The Serial Garden: The Complete Armitage Family Stories

by Joan Aiken

Other authorsGarth Nix (Introduction), Andi Watson (Illustrator), Lizza Aiken (Introduction)
Hardcover, 2008

Call number




Big Mouth House (2008), Edition: First Edition, 320 pages


Follows the adventures of Mr. and Mrs. Armitage and their children , Harriet, Mark, and little Milo, as they try to find innovative ways to cope with a variety of extraordinary events including stray unicorns in the garden, lessons in magic that go awry, and eviction from their house to make way for a young magicians' seminary.

User reviews

LibraryThing member Marensr
Joan Aiken is one of the most neglected and splendid Children's writers. Best-known for her Wolves Chronicles (starting with The Wolves of Willoughby Chase) about the adventures of children in a darkly Dickensian alternate world in which James III rules England.

The tales in The Serial Garden are
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not as dark but just as inventive and fanciful. The short stories follow the adventures of the Armitage family. An ordinary British Family of the 1950s however Mrs. Armitage on her honeymoon thought happily ever after sounded a little dull and wished on a wishing stone that things would never be boring but they couldn't have adventures everyday so Mondays were good but not always on Monday because that would be boring too.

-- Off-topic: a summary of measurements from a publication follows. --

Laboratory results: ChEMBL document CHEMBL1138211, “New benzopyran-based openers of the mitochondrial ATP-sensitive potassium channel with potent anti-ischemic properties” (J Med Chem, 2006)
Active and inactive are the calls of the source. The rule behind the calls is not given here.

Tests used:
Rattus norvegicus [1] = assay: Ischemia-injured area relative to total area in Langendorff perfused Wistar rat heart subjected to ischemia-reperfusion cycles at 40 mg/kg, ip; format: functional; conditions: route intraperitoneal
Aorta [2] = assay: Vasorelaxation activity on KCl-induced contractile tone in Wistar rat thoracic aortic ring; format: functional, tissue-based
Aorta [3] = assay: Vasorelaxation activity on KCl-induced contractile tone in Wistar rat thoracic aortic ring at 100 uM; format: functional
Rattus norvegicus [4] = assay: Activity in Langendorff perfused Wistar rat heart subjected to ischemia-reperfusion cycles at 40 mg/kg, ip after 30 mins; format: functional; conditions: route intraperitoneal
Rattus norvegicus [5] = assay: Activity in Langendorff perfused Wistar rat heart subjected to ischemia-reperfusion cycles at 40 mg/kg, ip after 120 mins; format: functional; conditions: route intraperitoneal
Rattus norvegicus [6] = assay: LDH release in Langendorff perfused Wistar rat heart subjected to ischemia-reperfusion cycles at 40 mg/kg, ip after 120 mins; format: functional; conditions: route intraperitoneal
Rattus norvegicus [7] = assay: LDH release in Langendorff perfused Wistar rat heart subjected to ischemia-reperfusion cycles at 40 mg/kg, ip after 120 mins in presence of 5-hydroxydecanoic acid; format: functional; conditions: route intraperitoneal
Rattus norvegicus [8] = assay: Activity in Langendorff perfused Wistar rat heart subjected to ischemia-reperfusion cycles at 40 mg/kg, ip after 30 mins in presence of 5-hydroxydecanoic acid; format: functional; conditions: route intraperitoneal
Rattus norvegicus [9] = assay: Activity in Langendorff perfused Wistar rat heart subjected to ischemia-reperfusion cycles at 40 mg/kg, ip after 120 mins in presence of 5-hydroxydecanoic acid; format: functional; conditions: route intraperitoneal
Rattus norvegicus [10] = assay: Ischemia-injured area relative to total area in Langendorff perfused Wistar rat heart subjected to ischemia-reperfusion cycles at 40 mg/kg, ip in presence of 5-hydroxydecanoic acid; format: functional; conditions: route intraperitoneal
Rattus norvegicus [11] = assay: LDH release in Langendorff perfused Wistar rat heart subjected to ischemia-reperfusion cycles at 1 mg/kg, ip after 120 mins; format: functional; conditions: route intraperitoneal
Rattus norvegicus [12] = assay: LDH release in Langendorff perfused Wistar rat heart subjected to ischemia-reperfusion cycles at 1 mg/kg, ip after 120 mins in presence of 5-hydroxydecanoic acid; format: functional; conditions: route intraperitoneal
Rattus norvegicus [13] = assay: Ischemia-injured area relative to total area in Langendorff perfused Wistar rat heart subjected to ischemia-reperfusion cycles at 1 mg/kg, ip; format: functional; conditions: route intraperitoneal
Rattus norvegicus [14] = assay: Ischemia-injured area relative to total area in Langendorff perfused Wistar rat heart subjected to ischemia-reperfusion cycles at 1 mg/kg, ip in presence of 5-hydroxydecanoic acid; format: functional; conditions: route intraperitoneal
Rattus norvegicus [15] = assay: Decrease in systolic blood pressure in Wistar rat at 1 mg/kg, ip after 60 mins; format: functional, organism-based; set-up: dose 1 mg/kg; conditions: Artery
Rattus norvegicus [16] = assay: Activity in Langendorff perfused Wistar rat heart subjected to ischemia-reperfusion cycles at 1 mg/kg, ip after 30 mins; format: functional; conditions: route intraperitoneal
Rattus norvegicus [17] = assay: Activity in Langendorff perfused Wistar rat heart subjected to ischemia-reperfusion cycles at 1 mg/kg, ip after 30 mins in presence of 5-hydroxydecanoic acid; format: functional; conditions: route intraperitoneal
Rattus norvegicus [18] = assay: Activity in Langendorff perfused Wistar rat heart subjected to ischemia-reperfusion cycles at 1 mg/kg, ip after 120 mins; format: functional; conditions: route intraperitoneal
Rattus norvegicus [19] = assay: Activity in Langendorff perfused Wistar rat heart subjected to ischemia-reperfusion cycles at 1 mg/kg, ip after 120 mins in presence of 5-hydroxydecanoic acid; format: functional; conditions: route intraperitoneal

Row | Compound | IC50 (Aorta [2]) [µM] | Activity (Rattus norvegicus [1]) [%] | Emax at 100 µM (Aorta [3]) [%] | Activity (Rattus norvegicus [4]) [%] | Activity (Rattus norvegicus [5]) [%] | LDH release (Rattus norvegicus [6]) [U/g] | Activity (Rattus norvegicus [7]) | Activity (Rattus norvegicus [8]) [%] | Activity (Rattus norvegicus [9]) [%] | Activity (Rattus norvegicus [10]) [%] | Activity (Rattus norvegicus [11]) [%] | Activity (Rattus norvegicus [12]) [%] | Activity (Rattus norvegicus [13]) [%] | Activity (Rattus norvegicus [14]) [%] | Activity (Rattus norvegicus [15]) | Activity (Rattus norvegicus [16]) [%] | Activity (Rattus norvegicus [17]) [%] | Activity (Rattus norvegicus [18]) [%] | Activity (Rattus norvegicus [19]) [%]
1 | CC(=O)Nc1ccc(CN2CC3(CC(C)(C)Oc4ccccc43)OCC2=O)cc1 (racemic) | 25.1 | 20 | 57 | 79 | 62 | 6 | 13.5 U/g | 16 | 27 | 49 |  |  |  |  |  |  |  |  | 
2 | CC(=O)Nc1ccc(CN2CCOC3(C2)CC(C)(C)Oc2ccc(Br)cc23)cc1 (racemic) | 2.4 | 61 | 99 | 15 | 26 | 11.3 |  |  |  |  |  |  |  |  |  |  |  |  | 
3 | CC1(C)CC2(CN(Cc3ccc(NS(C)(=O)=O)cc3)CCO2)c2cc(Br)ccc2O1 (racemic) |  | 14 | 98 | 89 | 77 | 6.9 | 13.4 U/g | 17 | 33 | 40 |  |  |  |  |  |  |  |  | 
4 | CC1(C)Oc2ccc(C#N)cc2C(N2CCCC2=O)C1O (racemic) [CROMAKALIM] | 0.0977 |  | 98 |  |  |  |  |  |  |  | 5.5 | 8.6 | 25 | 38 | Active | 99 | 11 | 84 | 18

The adventures focus primarily on the Armitage children, Harriet and Mark who handle a variety of dangerous and magical happenings with a healthy share of creativity and calm British pluck. Whether a Unicorn appears in their garden, or their parents are turned into lady beetles or hatching a Griffin's egg in the linen closet the stories are full of humor and charm.

Aiken was one of those remarkable writers who wrote both for children and adults and her children's books are those that can easily be enjoyed by adults.

I was delighted to find this volume, which collects all the Armitage stories for the first time.
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LibraryThing member readinggeek451
The Armitage family frequently have extraordinary things happen to them, especially on Mondays: unicorns in the garden, ghosts in the spare bedroom, sea serpents, and so on. The children, Mark and Harriet, cope admirably and with considerable aplomb.

Great fun, although a bit much read all at once
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straight through.
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Locus Award (Nominee — Collection — 2009)
Locus Recommended Reading (Collection — 2008)
Los Angeles Times Best Books of the Year (Science Fiction — 2009)




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